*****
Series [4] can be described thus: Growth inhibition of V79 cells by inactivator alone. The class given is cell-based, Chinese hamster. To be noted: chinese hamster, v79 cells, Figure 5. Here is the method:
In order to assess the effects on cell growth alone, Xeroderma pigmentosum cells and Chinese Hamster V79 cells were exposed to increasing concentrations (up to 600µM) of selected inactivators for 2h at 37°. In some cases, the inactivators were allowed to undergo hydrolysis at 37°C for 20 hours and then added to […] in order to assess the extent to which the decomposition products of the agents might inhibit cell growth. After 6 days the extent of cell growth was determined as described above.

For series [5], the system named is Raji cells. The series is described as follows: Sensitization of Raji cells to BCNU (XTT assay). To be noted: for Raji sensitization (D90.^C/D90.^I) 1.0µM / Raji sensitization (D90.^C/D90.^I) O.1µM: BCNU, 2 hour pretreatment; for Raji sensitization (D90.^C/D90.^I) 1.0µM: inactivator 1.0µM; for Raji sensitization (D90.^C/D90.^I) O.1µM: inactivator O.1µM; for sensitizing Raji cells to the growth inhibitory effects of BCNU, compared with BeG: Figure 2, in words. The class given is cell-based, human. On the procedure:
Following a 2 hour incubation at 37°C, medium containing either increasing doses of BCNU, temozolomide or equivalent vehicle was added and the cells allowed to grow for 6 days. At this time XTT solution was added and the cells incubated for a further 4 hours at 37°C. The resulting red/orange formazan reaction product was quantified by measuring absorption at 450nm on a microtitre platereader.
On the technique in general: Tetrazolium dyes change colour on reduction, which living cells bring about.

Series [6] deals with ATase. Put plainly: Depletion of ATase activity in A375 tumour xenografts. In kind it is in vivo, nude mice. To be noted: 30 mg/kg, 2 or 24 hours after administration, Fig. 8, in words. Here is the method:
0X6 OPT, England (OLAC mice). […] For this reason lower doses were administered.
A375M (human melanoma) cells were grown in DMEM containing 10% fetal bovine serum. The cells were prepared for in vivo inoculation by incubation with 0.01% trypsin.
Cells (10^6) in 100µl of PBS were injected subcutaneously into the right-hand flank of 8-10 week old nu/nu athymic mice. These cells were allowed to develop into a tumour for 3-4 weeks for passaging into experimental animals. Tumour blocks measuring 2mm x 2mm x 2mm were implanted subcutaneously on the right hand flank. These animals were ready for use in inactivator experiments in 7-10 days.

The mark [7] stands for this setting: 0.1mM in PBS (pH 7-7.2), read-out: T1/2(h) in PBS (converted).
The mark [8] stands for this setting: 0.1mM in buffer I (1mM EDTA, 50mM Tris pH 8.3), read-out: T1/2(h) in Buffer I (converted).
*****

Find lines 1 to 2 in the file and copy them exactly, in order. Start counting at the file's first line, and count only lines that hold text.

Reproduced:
Series [4] can be described thus: Growth inhibition of V79 cells by inactivator alone. The class given is cell-based, Chinese hamster. To be noted: chinese hamster, v79 cells, Figure 5. Here is the method:
In order to assess the effects on cell growth alone, Xeroderma pigmentosum cells and Chinese Hamster V79 cells were exposed to increasing concentrations (up to 600µM) of selected inactivators for 2h at 37°. In some cases, the inactivators were allowed to undergo hydrolysis at 37°C for 20 hours and then added to […] in order to assess the extent to which the decomposition products of the agents might inhibit cell growth. After 6 days the extent of cell growth was determined as described above.